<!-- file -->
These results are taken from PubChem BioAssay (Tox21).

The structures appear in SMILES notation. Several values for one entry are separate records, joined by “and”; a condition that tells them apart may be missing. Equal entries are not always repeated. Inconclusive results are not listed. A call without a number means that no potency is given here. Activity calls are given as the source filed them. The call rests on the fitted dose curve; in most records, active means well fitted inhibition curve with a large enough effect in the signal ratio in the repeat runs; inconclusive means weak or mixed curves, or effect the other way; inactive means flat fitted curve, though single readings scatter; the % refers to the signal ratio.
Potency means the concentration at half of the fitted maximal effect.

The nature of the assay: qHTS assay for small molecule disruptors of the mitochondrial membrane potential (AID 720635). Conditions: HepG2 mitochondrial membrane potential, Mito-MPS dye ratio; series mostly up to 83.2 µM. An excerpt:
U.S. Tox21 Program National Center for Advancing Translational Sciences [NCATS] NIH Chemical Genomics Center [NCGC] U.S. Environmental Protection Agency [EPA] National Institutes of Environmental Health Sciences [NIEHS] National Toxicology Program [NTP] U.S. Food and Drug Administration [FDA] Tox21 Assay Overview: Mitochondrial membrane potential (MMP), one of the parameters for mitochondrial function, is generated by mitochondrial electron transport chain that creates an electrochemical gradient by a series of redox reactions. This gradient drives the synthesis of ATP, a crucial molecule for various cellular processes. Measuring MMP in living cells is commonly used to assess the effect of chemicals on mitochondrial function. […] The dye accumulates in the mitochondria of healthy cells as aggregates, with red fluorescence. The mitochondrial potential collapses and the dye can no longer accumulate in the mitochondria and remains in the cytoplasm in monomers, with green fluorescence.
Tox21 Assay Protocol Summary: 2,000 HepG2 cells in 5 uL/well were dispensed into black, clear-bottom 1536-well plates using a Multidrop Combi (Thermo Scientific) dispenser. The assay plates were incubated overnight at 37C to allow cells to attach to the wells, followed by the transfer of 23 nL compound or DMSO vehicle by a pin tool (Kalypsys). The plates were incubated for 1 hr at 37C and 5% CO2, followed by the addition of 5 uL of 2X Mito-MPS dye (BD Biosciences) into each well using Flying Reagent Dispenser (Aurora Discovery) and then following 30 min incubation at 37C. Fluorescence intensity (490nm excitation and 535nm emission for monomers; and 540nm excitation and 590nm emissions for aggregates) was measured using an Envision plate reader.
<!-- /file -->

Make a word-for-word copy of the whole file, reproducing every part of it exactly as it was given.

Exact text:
These results are taken from PubChem BioAssay (Tox21).

The structures appear in SMILES notation. Several values for one entry are separate records, joined by “and”; a condition that tells them apart may be missing. Equal entries are not always repeated. Inconclusive results are not listed. A call without a number means that no potency is given here. Activity calls are given as the source filed them. The call rests on the fitted dose curve; in most records, active means well fitted inhibition curve with a large enough effect in the signal ratio in the repeat runs; inconclusive means weak or mixed curves, or effect the other way; inactive means flat fitted curve, though single readings scatter; the % refers to the signal ratio.
Potency means the concentration at half of the fitted maximal effect.

The nature of the assay: qHTS assay for small molecule disruptors of the mitochondrial membrane potential (AID 720635). Conditions: HepG2 mitochondrial membrane potential, Mito-MPS dye ratio; series mostly up to 83.2 µM. An excerpt:
U.S. Tox21 Program National Center for Advancing Translational Sciences [NCATS] NIH Chemical Genomics Center [NCGC] U.S. Environmental Protection Agency [EPA] National Institutes of Environmental Health Sciences [NIEHS] National Toxicology Program [NTP] U.S. Food and Drug Administration [FDA] Tox21 Assay Overview: Mitochondrial membrane potential (MMP), one of the parameters for mitochondrial function, is generated by mitochondrial electron transport chain that creates an electrochemical gradient by a series of redox reactions. This gradient drives the synthesis of ATP, a crucial molecule for various cellular processes. Measuring MMP in living cells is commonly used to assess the effect of chemicals on mitochondrial function. […] The dye accumulates in the mitochondria of healthy cells as aggregates, with red fluorescence. The mitochondrial potential collapses and the dye can no longer accumulate in the mitochondria and remains in the cytoplasm in monomers, with green fluorescence.
Tox21 Assay Protocol Summary: 2,000 HepG2 cells in 5 uL/well were dispensed into black, clear-bottom 1536-well plates using a Multidrop Combi (Thermo Scientific) dispenser. The assay plates were incubated overnight at 37C to allow cells to attach to the wells, followed by the transfer of 23 nL compound or DMSO vehicle by a pin tool (Kalypsys). The plates were incubated for 1 hr at 37C and 5% CO2, followed by the addition of 5 uL of 2X Mito-MPS dye (BD Biosciences) into each well using Flying Reagent Dispenser (Aurora Discovery) and then following 30 min incubation at 37C. Fluorescence intensity (490nm excitation and 535nm emission for monomers; and 540nm excitation and 590nm emissions for aggregates) was measured using an Envision plate reader.